The point we're making is that these things DO happen, even when they are criminal.  Please, do look at some of those other countries - and then look at areas of our own.  Missouri's got a school - a public school - that forced a girl to write a letter of apology to her rapist for accusing him, and then was raped by him AGAIN on school property.  Fortunately this time she told her mother, who took her to get care.  They got the evidence to prosecute, including a semen sample with matching DNA.
And then the school suspended her for disrespectful conduct and public display of affection-after the boy pled guilty.

 

Also, yeah, this is something that actually happens. It doesn't matter how rare they are or are not-they happen, and they happen in countries like the US, which are supposedly above such things. No-one may want to admit that someone was allowed to die for fear of the life-saving procedure or drug inducing a miscarriage/abortion, but it happens.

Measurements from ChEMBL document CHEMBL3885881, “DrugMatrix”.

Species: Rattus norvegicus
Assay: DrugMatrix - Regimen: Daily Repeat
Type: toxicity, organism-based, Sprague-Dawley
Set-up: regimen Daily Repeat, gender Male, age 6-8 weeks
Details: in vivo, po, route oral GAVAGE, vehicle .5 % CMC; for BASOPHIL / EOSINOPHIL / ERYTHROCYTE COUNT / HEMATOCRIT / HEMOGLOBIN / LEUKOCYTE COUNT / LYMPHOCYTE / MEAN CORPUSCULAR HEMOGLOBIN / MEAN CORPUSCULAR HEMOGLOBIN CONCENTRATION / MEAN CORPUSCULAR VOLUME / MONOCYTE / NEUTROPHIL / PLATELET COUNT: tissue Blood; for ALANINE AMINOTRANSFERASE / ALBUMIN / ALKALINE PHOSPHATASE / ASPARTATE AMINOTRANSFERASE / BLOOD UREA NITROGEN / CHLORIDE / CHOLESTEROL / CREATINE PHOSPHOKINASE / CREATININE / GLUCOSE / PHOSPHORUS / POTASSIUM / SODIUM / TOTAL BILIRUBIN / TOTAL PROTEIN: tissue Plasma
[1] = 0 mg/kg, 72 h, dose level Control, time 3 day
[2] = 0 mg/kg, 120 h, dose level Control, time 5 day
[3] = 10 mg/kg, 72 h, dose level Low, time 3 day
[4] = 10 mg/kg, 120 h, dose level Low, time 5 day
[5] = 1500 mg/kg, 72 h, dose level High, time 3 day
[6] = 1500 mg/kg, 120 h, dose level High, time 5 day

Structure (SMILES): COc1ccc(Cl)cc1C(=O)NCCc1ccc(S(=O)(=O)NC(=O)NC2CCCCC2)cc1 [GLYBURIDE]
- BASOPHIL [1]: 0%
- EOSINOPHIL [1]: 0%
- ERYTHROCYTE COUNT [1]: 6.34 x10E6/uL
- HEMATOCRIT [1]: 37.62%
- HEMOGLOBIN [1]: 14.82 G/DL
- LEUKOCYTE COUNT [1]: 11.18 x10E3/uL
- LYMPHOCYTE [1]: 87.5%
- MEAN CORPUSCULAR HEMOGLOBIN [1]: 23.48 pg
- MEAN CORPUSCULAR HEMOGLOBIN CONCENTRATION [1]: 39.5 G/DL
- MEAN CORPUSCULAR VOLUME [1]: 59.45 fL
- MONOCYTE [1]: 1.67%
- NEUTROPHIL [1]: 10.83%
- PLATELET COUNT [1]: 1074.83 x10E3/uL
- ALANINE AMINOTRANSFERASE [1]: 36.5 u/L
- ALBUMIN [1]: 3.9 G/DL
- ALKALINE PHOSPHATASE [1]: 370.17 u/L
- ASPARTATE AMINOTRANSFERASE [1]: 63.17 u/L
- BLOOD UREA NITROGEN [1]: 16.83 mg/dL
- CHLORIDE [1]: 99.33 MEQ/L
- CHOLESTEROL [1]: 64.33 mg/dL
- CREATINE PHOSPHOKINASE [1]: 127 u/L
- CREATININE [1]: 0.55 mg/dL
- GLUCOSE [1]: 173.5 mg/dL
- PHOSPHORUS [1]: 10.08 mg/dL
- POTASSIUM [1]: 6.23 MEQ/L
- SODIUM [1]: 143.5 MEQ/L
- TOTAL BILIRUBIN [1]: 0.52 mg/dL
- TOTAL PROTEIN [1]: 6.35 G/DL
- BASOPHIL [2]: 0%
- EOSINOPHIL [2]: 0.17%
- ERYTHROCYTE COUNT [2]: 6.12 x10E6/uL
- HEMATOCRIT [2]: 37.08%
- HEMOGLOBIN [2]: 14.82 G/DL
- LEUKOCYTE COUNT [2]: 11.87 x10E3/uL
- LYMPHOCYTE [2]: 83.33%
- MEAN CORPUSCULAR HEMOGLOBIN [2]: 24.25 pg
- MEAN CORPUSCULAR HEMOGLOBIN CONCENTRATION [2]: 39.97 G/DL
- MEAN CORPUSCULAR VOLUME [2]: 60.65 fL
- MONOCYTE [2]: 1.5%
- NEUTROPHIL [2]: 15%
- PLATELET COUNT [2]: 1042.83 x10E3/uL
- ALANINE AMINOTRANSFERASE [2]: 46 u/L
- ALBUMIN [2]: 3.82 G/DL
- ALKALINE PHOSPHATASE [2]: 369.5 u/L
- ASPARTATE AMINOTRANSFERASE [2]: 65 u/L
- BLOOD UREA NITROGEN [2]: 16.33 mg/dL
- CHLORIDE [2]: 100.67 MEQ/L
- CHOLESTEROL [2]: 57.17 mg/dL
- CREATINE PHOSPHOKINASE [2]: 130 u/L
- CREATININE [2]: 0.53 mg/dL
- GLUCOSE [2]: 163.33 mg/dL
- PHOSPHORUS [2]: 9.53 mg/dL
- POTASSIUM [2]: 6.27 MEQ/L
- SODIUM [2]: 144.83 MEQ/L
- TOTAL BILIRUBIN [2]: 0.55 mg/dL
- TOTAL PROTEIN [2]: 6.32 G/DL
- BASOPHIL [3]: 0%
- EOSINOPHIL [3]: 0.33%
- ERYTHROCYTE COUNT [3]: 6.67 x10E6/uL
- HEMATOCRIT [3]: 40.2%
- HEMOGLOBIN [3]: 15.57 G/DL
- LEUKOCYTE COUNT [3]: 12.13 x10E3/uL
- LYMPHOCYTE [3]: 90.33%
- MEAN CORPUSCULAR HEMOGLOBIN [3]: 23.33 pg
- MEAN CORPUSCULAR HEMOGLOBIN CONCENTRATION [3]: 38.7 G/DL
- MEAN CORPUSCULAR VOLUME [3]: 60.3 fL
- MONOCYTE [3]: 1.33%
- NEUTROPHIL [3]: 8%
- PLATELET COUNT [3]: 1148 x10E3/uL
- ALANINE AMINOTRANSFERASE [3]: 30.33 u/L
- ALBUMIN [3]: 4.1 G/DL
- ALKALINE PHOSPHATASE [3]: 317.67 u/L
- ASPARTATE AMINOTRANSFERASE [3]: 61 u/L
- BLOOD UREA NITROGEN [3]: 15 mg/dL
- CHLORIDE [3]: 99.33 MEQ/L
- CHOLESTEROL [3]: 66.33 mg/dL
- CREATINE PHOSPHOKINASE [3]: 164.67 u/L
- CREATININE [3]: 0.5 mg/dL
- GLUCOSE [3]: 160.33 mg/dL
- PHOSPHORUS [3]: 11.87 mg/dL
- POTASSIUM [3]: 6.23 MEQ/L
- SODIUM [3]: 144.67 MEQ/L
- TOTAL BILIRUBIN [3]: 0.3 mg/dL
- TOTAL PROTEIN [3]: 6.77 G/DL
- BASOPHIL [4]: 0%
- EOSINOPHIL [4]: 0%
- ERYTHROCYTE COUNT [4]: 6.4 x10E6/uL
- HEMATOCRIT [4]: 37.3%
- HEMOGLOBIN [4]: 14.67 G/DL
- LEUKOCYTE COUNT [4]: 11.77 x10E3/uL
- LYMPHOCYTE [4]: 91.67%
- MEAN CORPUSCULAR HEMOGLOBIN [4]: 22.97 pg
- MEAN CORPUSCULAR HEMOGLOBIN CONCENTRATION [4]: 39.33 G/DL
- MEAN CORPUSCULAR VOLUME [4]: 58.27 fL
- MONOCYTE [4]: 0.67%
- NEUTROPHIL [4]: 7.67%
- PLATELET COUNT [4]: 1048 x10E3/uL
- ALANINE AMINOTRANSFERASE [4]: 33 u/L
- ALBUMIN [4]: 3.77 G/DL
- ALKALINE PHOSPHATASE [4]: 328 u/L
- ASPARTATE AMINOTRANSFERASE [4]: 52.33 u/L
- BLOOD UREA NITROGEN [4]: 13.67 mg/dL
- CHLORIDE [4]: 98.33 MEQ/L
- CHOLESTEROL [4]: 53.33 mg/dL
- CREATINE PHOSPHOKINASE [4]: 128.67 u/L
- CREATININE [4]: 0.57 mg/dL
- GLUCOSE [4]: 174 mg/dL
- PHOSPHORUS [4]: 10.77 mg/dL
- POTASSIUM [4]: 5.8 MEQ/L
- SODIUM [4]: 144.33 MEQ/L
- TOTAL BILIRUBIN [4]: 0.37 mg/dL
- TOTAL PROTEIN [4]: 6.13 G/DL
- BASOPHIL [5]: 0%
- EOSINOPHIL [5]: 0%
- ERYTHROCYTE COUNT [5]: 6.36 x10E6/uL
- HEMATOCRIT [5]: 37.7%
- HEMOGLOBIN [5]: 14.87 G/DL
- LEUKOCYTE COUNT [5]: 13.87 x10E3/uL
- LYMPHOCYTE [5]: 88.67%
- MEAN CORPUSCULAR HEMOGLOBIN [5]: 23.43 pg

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@Lodrelhai

The fact that bad things happen is reality, dont see how is that relevant to abortion or what we discussed at all though ?? unsure.gif

 

@Kestra

I was talking about the laws in the states not UK.... Agree though that many countries have a different set of laws...

 

@ShinyTomato

Poor woman sad.gif , however its a failure of a Polish health system which is hardly on the same level as one existing in so called "western countries"

Regarding your numbers about puerperal maternal deaths, I just googled that one too, as it seems 90% of those occur in third world countries, in countries such as USA, western Europe and Australia the numbers of puerperal mortality is aprox 15/100000 births which is 0.01% and nope those 0.01% usually arent caused by doctors refusing treatment, Im not claiming such tragedies are impossible to happen because after all the world we live in is far from perfect but if they do happen in a western country expect the doctor to pay....

Edited by The Evil Doer

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@Lodrelhai